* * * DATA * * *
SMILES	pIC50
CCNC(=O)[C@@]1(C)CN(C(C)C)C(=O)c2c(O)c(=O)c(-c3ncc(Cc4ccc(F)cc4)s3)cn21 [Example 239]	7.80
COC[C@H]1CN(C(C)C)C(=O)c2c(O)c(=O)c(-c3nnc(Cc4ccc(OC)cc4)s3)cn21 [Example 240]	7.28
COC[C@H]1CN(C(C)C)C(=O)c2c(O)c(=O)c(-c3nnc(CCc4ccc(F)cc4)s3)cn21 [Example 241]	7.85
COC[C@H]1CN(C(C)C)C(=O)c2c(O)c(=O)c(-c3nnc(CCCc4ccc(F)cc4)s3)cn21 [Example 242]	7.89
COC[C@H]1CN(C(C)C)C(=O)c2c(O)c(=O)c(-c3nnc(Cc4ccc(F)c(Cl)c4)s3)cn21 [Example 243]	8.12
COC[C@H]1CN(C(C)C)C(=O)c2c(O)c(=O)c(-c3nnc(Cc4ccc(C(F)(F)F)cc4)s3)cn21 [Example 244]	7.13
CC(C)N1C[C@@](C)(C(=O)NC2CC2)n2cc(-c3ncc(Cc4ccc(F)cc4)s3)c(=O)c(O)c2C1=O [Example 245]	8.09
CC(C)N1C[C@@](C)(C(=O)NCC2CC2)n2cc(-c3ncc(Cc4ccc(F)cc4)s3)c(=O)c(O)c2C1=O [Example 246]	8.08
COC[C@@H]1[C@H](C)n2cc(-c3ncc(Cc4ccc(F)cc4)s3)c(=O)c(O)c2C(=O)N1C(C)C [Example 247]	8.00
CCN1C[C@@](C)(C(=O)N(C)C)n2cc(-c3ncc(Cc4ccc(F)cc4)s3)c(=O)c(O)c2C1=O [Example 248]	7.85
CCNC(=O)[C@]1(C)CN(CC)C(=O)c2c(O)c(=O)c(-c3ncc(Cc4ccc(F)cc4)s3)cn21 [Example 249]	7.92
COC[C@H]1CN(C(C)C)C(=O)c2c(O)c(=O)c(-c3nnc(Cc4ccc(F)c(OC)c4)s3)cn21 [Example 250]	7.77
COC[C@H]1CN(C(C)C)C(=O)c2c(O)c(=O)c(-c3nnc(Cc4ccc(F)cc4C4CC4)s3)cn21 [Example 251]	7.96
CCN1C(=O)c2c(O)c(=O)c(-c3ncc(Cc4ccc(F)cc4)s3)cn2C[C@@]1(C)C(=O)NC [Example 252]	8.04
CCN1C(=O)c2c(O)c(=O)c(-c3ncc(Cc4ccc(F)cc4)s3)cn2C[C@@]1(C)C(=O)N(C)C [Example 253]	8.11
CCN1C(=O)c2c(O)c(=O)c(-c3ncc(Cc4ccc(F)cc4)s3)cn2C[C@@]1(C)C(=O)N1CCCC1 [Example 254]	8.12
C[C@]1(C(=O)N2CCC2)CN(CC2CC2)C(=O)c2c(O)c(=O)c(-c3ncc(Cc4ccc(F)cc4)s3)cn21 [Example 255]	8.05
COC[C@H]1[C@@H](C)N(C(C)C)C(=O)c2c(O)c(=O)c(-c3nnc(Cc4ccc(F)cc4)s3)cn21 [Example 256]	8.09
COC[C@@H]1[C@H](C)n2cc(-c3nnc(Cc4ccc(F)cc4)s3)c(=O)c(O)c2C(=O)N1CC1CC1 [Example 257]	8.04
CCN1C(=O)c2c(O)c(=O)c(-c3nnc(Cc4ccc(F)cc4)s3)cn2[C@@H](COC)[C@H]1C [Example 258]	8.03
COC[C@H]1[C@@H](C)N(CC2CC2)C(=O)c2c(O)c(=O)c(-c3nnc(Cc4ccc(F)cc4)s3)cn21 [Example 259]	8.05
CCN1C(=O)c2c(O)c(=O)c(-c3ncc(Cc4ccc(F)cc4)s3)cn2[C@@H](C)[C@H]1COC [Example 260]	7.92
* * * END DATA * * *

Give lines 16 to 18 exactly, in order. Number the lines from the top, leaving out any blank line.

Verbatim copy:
CCN1C(=O)c2c(O)c(=O)c(-c3ncc(Cc4ccc(F)cc4)s3)cn2C[C@@]1(C)C(=O)N(C)C [Example 253]	8.11
CCN1C(=O)c2c(O)c(=O)c(-c3ncc(Cc4ccc(F)cc4)s3)cn2C[C@@]1(C)C(=O)N1CCCC1 [Example 254]	8.12
C[C@]1(C(=O)N2CCC2)CN(CC2CC2)C(=O)c2c(O)c(=O)c(-c3ncc(Cc4ccc(F)cc4)s3)cn21 [Example 255]	8.05